The report’s findings also show less than half the respondents reported receiving support from foundations for their performance assessments. Foundations have heard over and over the importance of providing general operating support. And many of us do give operating support. Yet, apparently it is not adequate enough to provide resources for assessment, something grantees in this study clearly feel is important.

Can we as foundations commit to providing not only operating support, but enough operating support for nonprofits to improve and enhance their evaluation work? We need to ask critical questions of grantees: what are your evaluation questions? What do you want to know to improve your work? How will you use these results? Once we understand what questions keep grantees awake at night, can we commit to helping them answer these questions — and to helping them share the answers with other nonprofits to help them in their work, as well?

We as foundations have a responsibility to continually evaluate and learn. We have an obligation to assess our own foundation’s impact on the social problems we choose to tackle. To do this we need to ask grantees to collect and contribute data to a larger evaluation than their own nonprofit assessment. As funders we have the right to ask for this. And yet, we also have the responsibility to be sure we are asking of grantees only what we really need for our assessments.

When only a quarter of the nonprofits report the data foundations require of them is useful, it indicates foundations are not talking with grantees, and not helping them to understand how their own work contributes to the larger goals of the foundation. This mirrors findings from a review of past Colorado Trust grantee final reports — when asked what we could do to improve our grantmaking, grantees across the board told us to be clearer with them about how their work and what they accomplish fits into the overarching foundation theory of change. If we spend time answering that question with grantees, we will all be more likely to ask only for data that is relevant to grantees and to the funder.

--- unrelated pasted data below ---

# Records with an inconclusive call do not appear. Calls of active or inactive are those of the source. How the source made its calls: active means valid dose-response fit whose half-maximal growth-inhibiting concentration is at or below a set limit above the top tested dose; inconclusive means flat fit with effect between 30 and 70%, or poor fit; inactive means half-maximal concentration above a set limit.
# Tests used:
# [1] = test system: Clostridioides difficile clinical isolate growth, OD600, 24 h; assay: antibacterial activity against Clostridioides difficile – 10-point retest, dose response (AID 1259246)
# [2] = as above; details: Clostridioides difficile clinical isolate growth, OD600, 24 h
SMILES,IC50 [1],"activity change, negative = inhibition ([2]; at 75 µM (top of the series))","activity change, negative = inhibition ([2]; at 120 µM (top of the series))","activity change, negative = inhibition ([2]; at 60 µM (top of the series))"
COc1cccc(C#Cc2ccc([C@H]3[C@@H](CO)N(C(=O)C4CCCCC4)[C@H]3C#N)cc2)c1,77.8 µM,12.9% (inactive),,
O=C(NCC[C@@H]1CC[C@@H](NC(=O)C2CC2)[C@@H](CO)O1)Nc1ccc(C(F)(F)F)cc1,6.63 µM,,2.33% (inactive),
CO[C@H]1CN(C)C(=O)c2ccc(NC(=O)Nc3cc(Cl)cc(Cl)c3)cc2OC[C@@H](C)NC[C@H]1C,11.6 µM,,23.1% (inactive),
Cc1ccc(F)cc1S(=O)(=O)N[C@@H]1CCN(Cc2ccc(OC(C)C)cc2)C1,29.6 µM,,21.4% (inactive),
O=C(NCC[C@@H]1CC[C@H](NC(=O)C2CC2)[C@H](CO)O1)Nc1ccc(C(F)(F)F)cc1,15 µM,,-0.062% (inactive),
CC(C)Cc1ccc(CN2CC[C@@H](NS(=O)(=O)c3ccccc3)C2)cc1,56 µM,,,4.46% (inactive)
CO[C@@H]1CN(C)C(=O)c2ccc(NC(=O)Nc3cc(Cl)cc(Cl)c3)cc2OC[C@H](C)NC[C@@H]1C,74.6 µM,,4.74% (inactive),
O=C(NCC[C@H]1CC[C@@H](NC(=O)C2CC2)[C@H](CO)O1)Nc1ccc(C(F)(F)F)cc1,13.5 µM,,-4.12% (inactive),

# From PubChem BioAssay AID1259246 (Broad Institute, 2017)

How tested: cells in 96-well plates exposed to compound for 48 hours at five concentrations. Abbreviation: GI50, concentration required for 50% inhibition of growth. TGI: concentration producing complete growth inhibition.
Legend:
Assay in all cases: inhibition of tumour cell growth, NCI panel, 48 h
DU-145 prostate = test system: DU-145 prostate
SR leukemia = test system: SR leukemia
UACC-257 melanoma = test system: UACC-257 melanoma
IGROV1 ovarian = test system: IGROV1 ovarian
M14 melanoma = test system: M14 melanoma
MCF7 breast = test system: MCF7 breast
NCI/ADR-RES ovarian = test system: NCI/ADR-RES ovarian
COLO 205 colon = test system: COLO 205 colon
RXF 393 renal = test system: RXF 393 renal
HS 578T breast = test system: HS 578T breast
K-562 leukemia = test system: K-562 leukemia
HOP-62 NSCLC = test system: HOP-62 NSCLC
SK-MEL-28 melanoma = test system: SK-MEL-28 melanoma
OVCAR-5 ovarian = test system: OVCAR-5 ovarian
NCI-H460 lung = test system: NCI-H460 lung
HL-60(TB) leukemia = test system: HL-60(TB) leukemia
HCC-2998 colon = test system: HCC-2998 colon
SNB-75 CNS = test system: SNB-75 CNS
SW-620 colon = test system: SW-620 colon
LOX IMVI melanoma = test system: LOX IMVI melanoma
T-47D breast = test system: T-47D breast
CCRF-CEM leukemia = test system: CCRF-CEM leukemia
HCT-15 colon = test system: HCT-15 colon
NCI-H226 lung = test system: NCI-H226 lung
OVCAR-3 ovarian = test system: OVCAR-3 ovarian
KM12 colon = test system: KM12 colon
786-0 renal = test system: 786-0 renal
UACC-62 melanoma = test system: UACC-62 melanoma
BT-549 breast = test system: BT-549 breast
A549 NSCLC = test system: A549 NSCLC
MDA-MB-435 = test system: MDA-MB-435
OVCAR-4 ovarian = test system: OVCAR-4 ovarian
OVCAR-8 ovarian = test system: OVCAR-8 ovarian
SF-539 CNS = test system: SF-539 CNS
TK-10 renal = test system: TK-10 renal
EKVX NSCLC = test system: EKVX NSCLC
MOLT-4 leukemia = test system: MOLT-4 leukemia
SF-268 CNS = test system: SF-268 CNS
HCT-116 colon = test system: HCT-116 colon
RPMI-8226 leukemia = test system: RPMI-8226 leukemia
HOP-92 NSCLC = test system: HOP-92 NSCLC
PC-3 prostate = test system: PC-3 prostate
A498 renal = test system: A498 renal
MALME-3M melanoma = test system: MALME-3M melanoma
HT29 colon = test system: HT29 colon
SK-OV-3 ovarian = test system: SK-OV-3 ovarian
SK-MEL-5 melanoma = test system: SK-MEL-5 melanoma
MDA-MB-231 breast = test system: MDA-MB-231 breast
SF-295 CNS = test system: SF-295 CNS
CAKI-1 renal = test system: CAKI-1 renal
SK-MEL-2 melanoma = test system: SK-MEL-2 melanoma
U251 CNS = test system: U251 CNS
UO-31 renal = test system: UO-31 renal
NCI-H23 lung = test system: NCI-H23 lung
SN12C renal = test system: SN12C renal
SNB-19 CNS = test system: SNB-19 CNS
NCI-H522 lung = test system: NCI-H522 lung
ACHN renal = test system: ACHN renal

We need to encourage our grantees to continue the evaluative journey from performance assessment to purposeful learning. We must encourage risk taking and reward adaptive learning in ourselves and our grantees. We must continually ask different questions and share accountability for the answers publicly. We must be willing to make new mistakes and encourage and trust our grantees to do the same, while rewarding creativity and new solutions to old problems.

As CEP’s report suggests, we can engage in deeper conversations with grantees to understand their needs regarding evaluation, continue to provide general operating support, and, with that, encourage time to review results, reflect, and adapt. We can encourage grantees to share what they have learned and provide resources and assistance for them to do so, and do the same ourselves. As funders, we should jump on the opportunities to encourage our grantees to embrace a culture of evaluation and learning that results in seeing problems and solutions differently. And always, we must do ourselves what we ask of grantees.

Nancy Baughman Csuti is the director of research, evaluation and strategic learning at The Colorado Trust. She is an advocate for asking, learning and evaluating in all that the foundation does, always seeking opportunities to push boundaries and make new mistakes.You can follow her on Twitter at @NancyCsuti.